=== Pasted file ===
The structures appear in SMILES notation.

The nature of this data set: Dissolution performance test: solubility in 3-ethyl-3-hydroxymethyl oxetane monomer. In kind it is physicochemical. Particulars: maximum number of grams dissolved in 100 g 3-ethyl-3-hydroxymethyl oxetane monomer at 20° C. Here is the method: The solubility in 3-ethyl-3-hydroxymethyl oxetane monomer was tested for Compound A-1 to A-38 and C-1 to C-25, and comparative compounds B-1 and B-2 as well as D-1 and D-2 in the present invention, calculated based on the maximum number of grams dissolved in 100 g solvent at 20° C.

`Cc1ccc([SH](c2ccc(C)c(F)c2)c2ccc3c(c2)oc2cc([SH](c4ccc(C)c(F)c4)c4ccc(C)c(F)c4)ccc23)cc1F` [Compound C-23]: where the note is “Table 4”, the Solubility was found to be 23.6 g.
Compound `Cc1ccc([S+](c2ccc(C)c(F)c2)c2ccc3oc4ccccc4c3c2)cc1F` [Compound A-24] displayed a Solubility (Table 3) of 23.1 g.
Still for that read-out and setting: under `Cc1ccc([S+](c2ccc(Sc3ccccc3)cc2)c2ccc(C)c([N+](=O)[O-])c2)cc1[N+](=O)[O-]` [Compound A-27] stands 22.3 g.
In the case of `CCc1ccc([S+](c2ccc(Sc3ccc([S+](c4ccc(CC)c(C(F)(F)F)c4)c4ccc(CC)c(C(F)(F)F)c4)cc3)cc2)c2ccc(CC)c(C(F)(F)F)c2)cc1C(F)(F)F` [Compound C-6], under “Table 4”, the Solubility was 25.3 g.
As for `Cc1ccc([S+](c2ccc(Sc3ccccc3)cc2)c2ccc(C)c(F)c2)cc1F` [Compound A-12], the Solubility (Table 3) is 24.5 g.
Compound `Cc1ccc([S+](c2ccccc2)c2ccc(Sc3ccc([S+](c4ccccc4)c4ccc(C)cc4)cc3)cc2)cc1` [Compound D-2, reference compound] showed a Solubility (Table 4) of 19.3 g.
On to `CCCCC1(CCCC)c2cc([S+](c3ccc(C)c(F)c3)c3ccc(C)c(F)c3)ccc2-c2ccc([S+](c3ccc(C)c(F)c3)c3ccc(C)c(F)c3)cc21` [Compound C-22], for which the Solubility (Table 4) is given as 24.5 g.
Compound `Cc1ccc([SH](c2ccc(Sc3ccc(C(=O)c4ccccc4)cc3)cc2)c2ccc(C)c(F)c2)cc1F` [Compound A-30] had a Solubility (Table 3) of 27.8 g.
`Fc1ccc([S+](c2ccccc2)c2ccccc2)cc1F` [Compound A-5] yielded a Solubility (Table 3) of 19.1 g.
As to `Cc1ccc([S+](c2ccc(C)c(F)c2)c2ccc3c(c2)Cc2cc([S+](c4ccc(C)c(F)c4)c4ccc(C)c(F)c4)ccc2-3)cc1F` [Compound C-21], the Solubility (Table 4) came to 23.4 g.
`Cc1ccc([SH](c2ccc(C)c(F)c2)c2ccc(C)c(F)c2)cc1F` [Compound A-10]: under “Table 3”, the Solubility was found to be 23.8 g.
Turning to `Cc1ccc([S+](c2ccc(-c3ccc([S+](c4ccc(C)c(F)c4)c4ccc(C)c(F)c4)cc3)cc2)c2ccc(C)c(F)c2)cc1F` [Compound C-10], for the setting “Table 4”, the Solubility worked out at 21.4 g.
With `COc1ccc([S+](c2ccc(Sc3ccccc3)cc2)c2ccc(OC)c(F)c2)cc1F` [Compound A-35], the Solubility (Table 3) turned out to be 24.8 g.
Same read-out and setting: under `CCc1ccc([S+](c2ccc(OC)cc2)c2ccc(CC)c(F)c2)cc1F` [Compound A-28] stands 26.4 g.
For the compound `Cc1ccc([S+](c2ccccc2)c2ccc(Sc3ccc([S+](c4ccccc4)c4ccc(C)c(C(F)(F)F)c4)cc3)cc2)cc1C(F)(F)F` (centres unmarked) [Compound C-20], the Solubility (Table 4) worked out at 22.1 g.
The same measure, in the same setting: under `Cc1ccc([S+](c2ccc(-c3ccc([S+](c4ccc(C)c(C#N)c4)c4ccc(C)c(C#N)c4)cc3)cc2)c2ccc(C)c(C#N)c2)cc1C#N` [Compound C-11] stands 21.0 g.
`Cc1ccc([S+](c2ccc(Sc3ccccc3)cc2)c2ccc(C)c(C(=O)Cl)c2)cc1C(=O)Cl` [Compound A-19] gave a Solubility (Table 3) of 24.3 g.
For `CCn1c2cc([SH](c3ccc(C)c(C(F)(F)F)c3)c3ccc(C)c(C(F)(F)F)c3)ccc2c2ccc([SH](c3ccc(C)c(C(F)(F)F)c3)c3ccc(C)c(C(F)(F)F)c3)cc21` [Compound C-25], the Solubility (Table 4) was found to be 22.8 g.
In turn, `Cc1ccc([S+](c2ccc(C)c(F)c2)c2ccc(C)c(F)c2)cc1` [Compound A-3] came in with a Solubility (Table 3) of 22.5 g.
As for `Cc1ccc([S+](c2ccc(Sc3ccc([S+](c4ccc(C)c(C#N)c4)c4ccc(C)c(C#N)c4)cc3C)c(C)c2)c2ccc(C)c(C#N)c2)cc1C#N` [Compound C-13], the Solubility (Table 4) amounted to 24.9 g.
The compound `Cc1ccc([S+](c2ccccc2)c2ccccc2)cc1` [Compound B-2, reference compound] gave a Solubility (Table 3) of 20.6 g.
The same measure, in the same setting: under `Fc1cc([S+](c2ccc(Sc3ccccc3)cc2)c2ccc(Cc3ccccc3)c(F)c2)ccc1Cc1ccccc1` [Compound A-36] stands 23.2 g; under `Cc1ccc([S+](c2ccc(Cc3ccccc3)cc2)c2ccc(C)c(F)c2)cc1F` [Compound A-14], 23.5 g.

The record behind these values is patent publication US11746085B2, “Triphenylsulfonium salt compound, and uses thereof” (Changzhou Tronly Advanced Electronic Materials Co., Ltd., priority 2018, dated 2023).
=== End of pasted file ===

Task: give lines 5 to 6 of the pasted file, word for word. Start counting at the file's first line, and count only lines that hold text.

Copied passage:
Still for that read-out and setting: under `Cc1ccc([S+](c2ccc(Sc3ccccc3)cc2)c2ccc(C)c([N+](=O)[O-])c2)cc1[N+](=O)[O-]` [Compound A-27] stands 22.3 g.
In the case of `CCc1ccc([S+](c2ccc(Sc3ccc([S+](c4ccc(CC)c(C(F)(F)F)c4)c4ccc(CC)c(C(F)(F)F)c4)cc3)cc2)c2ccc(CC)c(C(F)(F)F)c2)cc1C(F)(F)F` [Compound C-6], under “Table 4”, the Solubility was 25.3 g.